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I'm trying to send android data to arduino using Bluetooth.My gui contains a SeekBar and accelerometer readings.All the Sockets are successfully formed and every thing is working fine if I write data to the OutputStream of the Socket from onSeekBarChanged() method so that data will be transferred to arduino whenever I change the SeekBar.

 public void onProgressChanged(SeekBar seekBar, int progress, boolean fromUser) {
        if(seekBar.getId() ==
            String outputData = String.valueOf(progress)+",";
            streams.write(outputData.getBytes());//writes data to OutputStream of Socket
            }catch (Exception e){
                Log.d("RTR","Sockets not yet formed");


The problem is I need to send Accelerometer data continuously along with SeekBar current value.So I tried to write to OutputStream of the Socket from onSensorChanged(SensorEvent event) method of the accelerometer.Result:Program not responding.

public void onSensorChanged(SensorEvent event) {

        if(event.sensor.getType() == Sensor.TYPE_ACCELEROMETER)
            float accXYZ[] = event.values;

            float accX = accXYZ[0];
            float accY = accXYZ[1];
            float accZ = accXYZ[2];


            String outputData = x.getText().toString()+","+speed.getText().toString()+";";

            }catch (Exception e){


I understand that this is too much overload on the UI Thread.I think I should create a new Thread with an infinite loop in run() method to send the data continuously.How can I send the accelerometer and SeekBar data to this new Thread continuously.

Or should I collect UIThread's accelerometer and SeekBar's data from this new thread.

In Short, how do I get data from UIThread to this new Thread.

Please provide all possible solutions you're aware of for my problem and any complications with my current procedure.

share|improve this question
up vote 5 down vote accepted

A nice way to do this is to use the built in Looper class. Looper is the message queuing system that powers Android's UI thread, and you can use it with your own threads as well. What's nice about the way it's designed is that it creates very little garbage collection load (depending on what argument types you use, it can be none).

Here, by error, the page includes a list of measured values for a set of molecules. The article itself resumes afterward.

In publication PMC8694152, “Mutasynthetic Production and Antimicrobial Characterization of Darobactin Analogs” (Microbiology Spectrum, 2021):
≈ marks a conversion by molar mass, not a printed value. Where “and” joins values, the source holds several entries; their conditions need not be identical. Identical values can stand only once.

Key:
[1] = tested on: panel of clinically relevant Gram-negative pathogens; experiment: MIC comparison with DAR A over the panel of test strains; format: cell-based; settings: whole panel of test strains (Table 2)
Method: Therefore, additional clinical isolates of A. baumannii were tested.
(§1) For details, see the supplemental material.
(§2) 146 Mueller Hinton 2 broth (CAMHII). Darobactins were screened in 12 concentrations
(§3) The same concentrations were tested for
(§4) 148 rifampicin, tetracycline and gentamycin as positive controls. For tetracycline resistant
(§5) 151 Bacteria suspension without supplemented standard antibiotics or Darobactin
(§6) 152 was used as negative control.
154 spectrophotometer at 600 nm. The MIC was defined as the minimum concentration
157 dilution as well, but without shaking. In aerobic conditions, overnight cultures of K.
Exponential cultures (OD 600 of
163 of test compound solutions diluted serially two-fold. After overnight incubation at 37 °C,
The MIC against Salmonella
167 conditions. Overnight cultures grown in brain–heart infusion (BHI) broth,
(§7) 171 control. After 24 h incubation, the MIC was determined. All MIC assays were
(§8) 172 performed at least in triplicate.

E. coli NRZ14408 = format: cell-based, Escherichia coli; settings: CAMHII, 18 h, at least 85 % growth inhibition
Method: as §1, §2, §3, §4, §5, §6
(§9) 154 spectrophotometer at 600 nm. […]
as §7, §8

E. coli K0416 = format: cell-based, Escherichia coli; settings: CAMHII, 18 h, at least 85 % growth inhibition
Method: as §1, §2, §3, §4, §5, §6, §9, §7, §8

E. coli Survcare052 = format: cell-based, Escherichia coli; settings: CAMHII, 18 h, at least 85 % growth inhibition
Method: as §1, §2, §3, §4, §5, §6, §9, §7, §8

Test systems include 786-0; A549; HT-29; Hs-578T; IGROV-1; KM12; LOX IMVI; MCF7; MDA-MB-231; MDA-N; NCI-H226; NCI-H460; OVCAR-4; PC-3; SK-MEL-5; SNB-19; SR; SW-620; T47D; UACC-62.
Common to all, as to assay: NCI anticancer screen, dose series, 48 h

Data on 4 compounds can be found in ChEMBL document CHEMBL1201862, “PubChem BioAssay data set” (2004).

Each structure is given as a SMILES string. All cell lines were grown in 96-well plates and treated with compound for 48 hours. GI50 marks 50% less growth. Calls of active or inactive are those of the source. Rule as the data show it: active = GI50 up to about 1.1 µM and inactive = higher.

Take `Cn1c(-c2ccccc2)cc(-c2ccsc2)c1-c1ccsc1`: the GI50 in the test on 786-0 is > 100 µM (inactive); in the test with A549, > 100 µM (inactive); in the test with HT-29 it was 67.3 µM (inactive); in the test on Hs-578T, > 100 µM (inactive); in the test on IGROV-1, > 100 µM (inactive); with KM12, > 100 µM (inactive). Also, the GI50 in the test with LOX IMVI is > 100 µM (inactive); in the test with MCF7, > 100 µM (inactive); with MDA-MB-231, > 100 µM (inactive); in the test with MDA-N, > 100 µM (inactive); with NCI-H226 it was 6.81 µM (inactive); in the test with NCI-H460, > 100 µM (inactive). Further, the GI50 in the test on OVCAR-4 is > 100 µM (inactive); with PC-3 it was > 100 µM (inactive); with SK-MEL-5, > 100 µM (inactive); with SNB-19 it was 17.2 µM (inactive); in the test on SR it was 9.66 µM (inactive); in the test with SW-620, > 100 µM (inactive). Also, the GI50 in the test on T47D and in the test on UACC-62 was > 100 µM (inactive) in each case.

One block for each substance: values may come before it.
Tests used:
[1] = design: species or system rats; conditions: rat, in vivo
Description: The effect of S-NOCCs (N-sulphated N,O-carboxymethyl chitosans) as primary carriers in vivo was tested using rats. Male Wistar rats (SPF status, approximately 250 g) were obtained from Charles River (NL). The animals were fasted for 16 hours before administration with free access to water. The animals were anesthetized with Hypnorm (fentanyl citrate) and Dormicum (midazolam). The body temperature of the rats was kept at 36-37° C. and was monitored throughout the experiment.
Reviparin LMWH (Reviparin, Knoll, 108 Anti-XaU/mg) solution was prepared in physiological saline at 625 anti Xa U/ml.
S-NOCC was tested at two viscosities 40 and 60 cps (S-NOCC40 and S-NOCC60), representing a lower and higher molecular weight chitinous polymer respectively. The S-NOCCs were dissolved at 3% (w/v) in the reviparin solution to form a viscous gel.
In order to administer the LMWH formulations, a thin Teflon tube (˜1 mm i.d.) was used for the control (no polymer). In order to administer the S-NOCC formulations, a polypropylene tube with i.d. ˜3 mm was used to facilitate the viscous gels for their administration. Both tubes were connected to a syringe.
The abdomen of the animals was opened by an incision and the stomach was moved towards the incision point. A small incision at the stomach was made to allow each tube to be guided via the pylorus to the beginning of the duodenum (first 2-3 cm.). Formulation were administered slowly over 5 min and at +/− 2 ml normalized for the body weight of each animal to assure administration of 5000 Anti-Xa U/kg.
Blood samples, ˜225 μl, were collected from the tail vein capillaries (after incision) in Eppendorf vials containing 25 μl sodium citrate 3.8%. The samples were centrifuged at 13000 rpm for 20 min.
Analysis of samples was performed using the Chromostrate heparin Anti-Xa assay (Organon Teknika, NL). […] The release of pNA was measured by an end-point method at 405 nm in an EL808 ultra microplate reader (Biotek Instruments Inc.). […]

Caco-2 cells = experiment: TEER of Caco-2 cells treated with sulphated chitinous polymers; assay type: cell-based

I'm writing this freehand, so you'll have to hack at it a bit to make it work, but here's what it could end up looking like:

class LooperThread extends Thread {
    private static final int MSG_TYPE_OUTPUT_DATA = 0;
    private Handler mHandler;
    private volatile OutputStream mOutputStream;

    public void run() {

        mHandler = new Handler() {
            public void handleMessage(Message msg) {
                if (msg.what == MSG_TYPE_OUTPUT_DATA
                    && mOutputStream != null) {
                    //try-catch left out for brevity


    public void submitReading(String outputData) {
        mHandler.sendMessage(mHandler.obtainMessage(MSG_TYPE_OUTPUT_DATA, outputData);

Your setup code will do something like this:

private void setup() {
    Socket sock = setupBluetoothConnection();
    this.looperThread = new LooperThread();

Finally, your sensor event handler:

public void onSensorChanged(SensorEvent event) {

    if(event.sensor.getType() == Sensor.TYPE_ACCELEROMETER)
        // snip...
        String outputData = x.getText().toString()+","+speed.getText().toString()+";";


What this gives you is a single background thread that processes messages as fast as it can, and that you can submit messages to in a thread-safe manner from any other thread. They're processed in order.

You'll need to take care to properly shut down the looper thread when you're done, and make sure it can handle the socket connection getting lost.

If you need to throttle it to a certain rate of messages per second, things get a little more complicated. OutputStream.write is a blocking operation, so I've left that out for convenience. What you'd do is register the System.nanoTime() that you last processed a message in an instance field, and inside the handleMessage() method, whenever the next message comes in before enough time has passed, you calculate how long you have to wait before you can process the message. This is much easier than handling it at the "submit" side using sendMessageDelayed().

share|improve this answer
Looper seems to be the best solution for my problem...Thankyou.. – tez Feb 18 '13 at 19:41
Indeed it is.Looper is the best possible solution.Though I would suggest using HandlerThread to avoid null handler problems.Thankyou verymuch – tez Feb 21 '13 at 17:52

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